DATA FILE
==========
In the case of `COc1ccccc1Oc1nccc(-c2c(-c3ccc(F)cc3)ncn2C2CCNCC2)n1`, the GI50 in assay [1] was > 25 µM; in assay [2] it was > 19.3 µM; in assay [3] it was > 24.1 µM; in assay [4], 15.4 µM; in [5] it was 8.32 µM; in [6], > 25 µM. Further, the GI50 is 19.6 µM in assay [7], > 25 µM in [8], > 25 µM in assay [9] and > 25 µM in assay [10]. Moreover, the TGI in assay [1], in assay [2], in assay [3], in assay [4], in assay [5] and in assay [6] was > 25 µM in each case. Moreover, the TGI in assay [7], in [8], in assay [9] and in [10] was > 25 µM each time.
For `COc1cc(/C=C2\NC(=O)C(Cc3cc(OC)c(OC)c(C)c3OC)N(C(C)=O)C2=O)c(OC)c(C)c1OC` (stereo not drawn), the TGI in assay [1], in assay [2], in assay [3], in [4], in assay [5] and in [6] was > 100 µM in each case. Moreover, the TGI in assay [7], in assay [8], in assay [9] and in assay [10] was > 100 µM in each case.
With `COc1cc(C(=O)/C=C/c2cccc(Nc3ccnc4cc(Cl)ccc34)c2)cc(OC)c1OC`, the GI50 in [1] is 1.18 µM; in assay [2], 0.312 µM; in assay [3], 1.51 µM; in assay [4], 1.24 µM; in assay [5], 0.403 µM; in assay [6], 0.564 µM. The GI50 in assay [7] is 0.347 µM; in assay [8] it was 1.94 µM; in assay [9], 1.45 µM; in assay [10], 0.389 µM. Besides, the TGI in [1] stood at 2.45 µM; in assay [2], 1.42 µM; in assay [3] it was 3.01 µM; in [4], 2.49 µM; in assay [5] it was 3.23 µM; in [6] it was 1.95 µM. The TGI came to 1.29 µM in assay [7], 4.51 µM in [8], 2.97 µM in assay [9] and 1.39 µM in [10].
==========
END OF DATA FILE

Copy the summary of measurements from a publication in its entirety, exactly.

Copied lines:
In the case of `COc1ccccc1Oc1nccc(-c2c(-c3ccc(F)cc3)ncn2C2CCNCC2)n1`, the GI50 in assay [1] was > 25 µM; in assay [2] it was > 19.3 µM; in assay [3] it was > 24.1 µM; in assay [4], 15.4 µM; in [5] it was 8.32 µM; in [6], > 25 µM. Further, the GI50 is 19.6 µM in assay [7], > 25 µM in [8], > 25 µM in assay [9] and > 25 µM in assay [10]. Moreover, the TGI in assay [1], in assay [2], in assay [3], in assay [4], in assay [5] and in assay [6] was > 25 µM in each case. Moreover, the TGI in assay [7], in [8], in assay [9] and in [10] was > 25 µM each time.
For `COc1cc(/C=C2\NC(=O)C(Cc3cc(OC)c(OC)c(C)c3OC)N(C(C)=O)C2=O)c(OC)c(C)c1OC` (stereo not drawn), the TGI in assay [1], in assay [2], in assay [3], in [4], in assay [5] and in [6] was > 100 µM in each case. Moreover, the TGI in assay [7], in assay [8], in assay [9] and in assay [10] was > 100 µM in each case.
With `COc1cc(C(=O)/C=C/c2cccc(Nc3ccnc4cc(Cl)ccc34)c2)cc(OC)c1OC`, the GI50 in [1] is 1.18 µM; in assay [2], 0.312 µM; in assay [3], 1.51 µM; in assay [4], 1.24 µM; in assay [5], 0.403 µM; in assay [6], 0.564 µM. The GI50 in assay [7] is 0.347 µM; in assay [8] it was 1.94 µM; in assay [9], 1.45 µM; in assay [10], 0.389 µM. Besides, the TGI in [1] stood at 2.45 µM; in assay [2], 1.42 µM; in assay [3] it was 3.01 µM; in [4], 2.49 µM; in assay [5] it was 3.23 µM; in [6] it was 1.95 µM. The TGI came to 1.29 µM in assay [7], 4.51 µM in [8], 2.97 µM in assay [9] and 1.39 µM in [10].